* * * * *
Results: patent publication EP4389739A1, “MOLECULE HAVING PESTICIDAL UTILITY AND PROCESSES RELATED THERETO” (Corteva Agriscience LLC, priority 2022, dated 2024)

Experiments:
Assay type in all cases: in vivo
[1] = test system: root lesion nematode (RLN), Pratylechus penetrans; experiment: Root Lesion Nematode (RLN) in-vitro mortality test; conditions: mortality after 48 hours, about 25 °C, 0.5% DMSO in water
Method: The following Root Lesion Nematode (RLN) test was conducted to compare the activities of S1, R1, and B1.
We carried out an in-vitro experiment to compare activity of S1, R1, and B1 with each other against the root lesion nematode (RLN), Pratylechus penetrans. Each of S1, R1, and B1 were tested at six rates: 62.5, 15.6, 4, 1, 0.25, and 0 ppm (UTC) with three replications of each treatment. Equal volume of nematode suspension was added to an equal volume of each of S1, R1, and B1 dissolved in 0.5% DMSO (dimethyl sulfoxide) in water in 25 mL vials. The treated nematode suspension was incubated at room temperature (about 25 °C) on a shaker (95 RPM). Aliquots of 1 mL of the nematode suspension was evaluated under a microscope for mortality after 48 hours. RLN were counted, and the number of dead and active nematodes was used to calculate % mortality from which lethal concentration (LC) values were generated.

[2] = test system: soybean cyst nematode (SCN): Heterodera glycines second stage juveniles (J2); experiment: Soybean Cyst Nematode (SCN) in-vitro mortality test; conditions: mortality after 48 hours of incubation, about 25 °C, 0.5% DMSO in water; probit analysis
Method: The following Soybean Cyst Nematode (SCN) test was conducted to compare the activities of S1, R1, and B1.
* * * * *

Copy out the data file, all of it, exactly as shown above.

Results: patent publication EP4389739A1, “MOLECULE HAVING PESTICIDAL UTILITY AND PROCESSES RELATED THERETO” (Corteva Agriscience LLC, priority 2022, dated 2024)

Experiments:
Assay type in all cases: in vivo
[1] = test system: root lesion nematode (RLN), Pratylechus penetrans; experiment: Root Lesion Nematode (RLN) in-vitro mortality test; conditions: mortality after 48 hours, about 25 °C, 0.5% DMSO in water
Method: The following Root Lesion Nematode (RLN) test was conducted to compare the activities of S1, R1, and B1.
We carried out an in-vitro experiment to compare activity of S1, R1, and B1 with each other against the root lesion nematode (RLN), Pratylechus penetrans. Each of S1, R1, and B1 were tested at six rates: 62.5, 15.6, 4, 1, 0.25, and 0 ppm (UTC) with three replications of each treatment. Equal volume of nematode suspension was added to an equal volume of each of S1, R1, and B1 dissolved in 0.5% DMSO (dimethyl sulfoxide) in water in 25 mL vials. The treated nematode suspension was incubated at room temperature (about 25 °C) on a shaker (95 RPM). Aliquots of 1 mL of the nematode suspension was evaluated under a microscope for mortality after 48 hours. RLN were counted, and the number of dead and active nematodes was used to calculate % mortality from which lethal concentration (LC) values were generated.

[2] = test system: soybean cyst nematode (SCN): Heterodera glycines second stage juveniles (J2); experiment: Soybean Cyst Nematode (SCN) in-vitro mortality test; conditions: mortality after 48 hours of incubation, about 25 °C, 0.5% DMSO in water; probit analysis
Method: The following Soybean Cyst Nematode (SCN) test was conducted to compare the activities of S1, R1, and B1.